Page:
The Jackson School of International Studies was highly visible at the ACSUS conference in Las Vegas in October 2017. Nadine Fabbi, Canadian Studies Center, and colleagues Mark Watson, Concordia University, and Barry Zellen, Georgetown, co-chaired a successful section called “The North and Arctic Indigenous Peoples in Canada.” The section drew 17 scholars who discussed issues as diverse as borderlands in Arctic Canada, Inuit representation in films, security, governance, Inuit radio as a tool for community-driven change, and the Model Arctic Council as a way to build Canada–U.S. relations in the Arctic.
Morna McEachern, Pacific Northwest Canadian Studies Consortium, presented two papers: one on the annual Columbia River faculty field course co-sponsored by the Consortium and the Center.
Amy Delo and Brandon Ray, both MA students in International Studies, Foreign Language and Area Studies Fellows in French and Russian, respectively, and International Policy Institute Arctic Fellows, each presented a paper. UW’s 2015–16 Canada Fulbright Visiting Chair in Arctic Studies, Heather Nicol, Trent University, served on panels with the UW contingent.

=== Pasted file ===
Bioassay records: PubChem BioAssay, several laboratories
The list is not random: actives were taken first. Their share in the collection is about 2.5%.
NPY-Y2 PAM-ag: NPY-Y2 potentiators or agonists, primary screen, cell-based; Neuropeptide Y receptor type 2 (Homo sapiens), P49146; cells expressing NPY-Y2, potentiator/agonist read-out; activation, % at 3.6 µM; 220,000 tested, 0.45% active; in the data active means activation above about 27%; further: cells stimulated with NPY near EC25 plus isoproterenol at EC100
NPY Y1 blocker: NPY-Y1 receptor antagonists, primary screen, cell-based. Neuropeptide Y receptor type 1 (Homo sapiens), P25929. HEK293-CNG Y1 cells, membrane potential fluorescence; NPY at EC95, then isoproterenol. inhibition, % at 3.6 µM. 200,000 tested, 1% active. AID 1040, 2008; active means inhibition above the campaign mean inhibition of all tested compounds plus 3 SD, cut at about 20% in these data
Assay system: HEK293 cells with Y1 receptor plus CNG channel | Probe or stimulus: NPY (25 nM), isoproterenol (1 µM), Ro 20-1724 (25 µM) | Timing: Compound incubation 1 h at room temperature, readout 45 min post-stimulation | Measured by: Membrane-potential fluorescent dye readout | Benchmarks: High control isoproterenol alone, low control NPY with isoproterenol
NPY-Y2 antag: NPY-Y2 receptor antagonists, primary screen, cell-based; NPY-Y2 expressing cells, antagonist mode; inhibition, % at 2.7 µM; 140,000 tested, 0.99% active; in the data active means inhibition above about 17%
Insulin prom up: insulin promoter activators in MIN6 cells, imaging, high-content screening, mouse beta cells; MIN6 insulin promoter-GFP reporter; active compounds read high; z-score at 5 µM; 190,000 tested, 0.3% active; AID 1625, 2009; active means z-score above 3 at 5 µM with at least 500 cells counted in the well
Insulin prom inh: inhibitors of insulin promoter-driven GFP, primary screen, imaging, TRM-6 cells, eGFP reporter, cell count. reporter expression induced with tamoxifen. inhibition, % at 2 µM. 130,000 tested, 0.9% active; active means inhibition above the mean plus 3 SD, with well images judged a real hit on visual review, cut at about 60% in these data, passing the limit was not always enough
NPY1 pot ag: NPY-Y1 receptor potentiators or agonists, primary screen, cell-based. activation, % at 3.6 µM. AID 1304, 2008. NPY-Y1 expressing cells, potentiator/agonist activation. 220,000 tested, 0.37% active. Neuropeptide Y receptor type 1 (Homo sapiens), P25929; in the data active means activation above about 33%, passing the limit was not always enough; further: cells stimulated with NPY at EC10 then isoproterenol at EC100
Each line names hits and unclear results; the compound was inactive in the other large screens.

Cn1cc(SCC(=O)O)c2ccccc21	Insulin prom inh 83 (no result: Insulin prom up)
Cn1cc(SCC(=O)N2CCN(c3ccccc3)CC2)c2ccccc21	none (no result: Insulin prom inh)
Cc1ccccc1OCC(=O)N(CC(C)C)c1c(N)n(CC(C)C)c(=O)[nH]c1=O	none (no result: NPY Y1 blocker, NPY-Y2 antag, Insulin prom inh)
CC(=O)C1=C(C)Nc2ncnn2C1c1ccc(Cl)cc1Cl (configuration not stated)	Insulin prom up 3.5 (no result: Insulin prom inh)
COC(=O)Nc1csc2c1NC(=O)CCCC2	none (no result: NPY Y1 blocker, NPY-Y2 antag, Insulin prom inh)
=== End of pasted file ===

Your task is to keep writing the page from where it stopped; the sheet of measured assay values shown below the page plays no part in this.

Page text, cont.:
Amy’s paper, “The Development of Native Nationalism, Aboriginal Self-Determination and Indigenous Internationalism in Northern Québec,” analyzes the evolving nature of Indigenous political mobilization in relation to the Québec independence movement. Brandon’s paper, “Arctic Indigenous Voices on Oil Development in Clyde River, Nunavut,” addresses the many approaches to natural resource development in the North. Brandon also participated in a roundtable discussion on the value of the Model Arctic Council in strengthening the Canada–U.S. relationship.